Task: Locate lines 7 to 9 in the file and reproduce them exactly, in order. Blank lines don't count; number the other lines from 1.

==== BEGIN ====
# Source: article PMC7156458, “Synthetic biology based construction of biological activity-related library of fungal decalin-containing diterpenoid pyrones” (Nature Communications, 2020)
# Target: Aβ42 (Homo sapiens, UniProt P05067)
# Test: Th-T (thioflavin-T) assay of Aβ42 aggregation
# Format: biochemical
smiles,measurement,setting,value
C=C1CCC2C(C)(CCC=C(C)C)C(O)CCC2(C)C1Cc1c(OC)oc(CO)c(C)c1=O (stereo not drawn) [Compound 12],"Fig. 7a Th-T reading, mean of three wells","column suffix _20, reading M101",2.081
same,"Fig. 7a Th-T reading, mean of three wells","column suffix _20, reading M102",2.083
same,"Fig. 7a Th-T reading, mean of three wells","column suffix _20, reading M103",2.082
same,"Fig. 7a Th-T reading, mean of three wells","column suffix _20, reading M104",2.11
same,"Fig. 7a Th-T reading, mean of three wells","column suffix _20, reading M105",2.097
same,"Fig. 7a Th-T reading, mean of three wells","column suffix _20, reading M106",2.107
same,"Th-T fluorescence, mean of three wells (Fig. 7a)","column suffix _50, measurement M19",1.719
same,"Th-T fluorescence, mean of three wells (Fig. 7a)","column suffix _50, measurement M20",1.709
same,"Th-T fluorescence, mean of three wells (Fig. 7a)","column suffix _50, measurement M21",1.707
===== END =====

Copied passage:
same,"Fig. 7a Th-T reading, mean of three wells","column suffix _20, reading M102",2.083
same,"Fig. 7a Th-T reading, mean of three wells","column suffix _20, reading M103",2.082
same,"Fig. 7a Th-T reading, mean of three wells","column suffix _20, reading M104",2.11